On the other hand, Aldon, if CTKeith feels that the Democratic machine is trying to shut out a progressive candidate by primarying her, there is nothing hypocritical in his view that she should not be primaried but a Republican-lite like Lieberman should be. Primaries are not always a good thing or a bad thing. I don't necessarily agree with CTKeith, but I don't think he contradicts himself.

Chen's defection, along with that of Hartford City Council Elizabeth Horton Sheff, does not bode well for the Greens.

Anonymous said...

Hey Aldon, I'm suggesting that taking a person's home for a private development is a abuse. One has to only look at the New Haven connector area and other economic development projects, where homes were taken, businesses along Legion Avenue that were wipedout and replaced by vacant lots, to see the harm. DeStefano's calling the decision sound, while suggesting support for a change to exempt homes strikes me as wanting to have it both ways. Besides New London citizens never voted to take the property.

DeanFan84 said...


You shouldn't take so snarky a tone with CTKeith about the Chen primary. This is a big litmus test for John DeStefano and "open-ness".

Many of us regard Joyce Chen as one of New Haven's few real Progressives. She is honest, and independent. That the Democratic Machine targeted her so viciously in 2003 was upsetting. I, too, disagree with the Green Party in general, but the overarching effort to stamp out the two Green Board members, (out of 30), was truly disheartening. (I can post links about it if you want.)

Now the Town Chair, the Mayor's campaign manager, and seemingly the Mayor himself are at it again, attempting to use Joyce's "No" vote against our Civil Union bill, as part of a city-wide smear campaign against her.

What is left out is the fact that 8 Dems also voted against Civil Unions. These include Jorge Perez, the President of the Board, and Juan Candelaria, now a state Rep. Five more Dem aldermen simply failed to vote.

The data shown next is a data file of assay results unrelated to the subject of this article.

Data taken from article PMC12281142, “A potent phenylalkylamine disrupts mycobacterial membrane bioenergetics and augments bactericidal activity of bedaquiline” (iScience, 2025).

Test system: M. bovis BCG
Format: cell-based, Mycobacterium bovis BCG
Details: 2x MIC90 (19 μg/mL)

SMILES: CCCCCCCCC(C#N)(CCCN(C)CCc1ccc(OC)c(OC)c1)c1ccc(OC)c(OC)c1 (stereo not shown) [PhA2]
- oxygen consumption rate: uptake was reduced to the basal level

So the way I see it is that the failure of Domestic Partnership bill should be laid at the feet of the 13 Democrats who could have, and should have voted for it. (And if you understand how this City works, you will also know that one or two phone calls from the right people could have gotten the bill passed!)

Trust me, if you leave it up to the ward itself, Joyce gets re-elected. What Keith and others are protesting is not a primary, but the bullying force of the Machine, whereby outside money and manpower will be brought in to try and defeat Joyce Chen. It's the tactics of the NRA, not open and democratic politics.

If the Mayor were truly Progressive he could instead embrace Joyce Chen, (now that she has re-joined the Dem Party.) And together maybe they could bring more Greens back into the fold such that we could have a unified Left going into 2006.

ctkeith said...

Thank you deanfan84,

I too have been working hard to bring Greens back home to the Dem party where they belong.An embrace of Chen instead of a show of force and thuggury by the mayor would do alot to help this effort.Chen ain't perfect but she sure as hell walks the walk and represents her ward well.

You don't see many Yalies with the balls to live on Kensington St.

DeanFan84 said...


Which of the "No" voters were targeted? And Defeated?

And note: Jorge Perez, Shirley Ellis-West, Charles Blango, Yusuf Shah are all still on the BOA. Don't they all deserve their share of the blame?